nereo

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Re: What would you do and why?
« Reply #7 on: March 30, 2016, 11:17:01 AM »
Quote
Second, why aren't you contributing to an IRA?

I thought we didn't qualify to contribute to an IRA since our combined gross income was too high (240K) but if I understand correctly, there is no income limitation to a Traditional IRA, correct?


There is a limit where you can no longer deduct your contributions to a tIRA.  Being above that limit is a perfectly valid answer to my question.
Now that your spouse has lost his job, are you below the tIRA contribution limit of $118k? You can still contribute to a tIRA at any income but you won't get a deduction.  This money can later be used as part of a ROTH pipeline.

robartsd

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Re: What would you do and why?
« Reply #8 on: March 30, 2016, 12:52:08 PM »
If there are not any fees with the 401k that would go away in a tIRA, I'd just leave it in the 401k.

LiseE

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Re: What would you do and why?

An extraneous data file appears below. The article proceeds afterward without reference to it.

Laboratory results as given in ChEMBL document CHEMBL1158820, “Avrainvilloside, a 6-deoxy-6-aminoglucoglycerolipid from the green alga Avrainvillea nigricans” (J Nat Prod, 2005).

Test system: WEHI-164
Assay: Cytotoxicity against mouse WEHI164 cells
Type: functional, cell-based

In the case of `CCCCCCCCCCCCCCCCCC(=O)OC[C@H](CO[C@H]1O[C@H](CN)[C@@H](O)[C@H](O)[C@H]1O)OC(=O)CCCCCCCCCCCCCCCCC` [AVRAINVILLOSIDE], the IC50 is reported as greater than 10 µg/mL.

« Reply #9 on: March 30, 2016, 03:16:49 PM »
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This money can later be used as part of a ROTH pipeline.

This is why I was thinking we should convert it to a tIRA now while we have the opportunity to do so.  I'm not sure if there is a time limit on when we need to do something with this account if anything.  I seem to recall it's time sensitive .. we need to call Vanguard to understand this more clearly.

nereo

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Re: What would you do and why?
« Reply #10 on: March 30, 2016, 03:22:49 PM »
Quote
This money can later be used as part of a ROTH pipeline.

This is why I was thinking we should convert it to a tIRA now while we have the opportunity to do so.  I'm not sure if there is a time limit on when we need to do something with this account if anything.  I seem to recall it's time sensitive .. we need to call Vanguard to understand this more clearly.
THere is no time limit.  People often convert their 401(k)s decades later.
Call Vanguard and they can talk you through it.  The process takes about 15 minutes if you have all of your information handy.  You'll probably need to print out the documents and go to your bank to have a "medallion signature", but that's about it.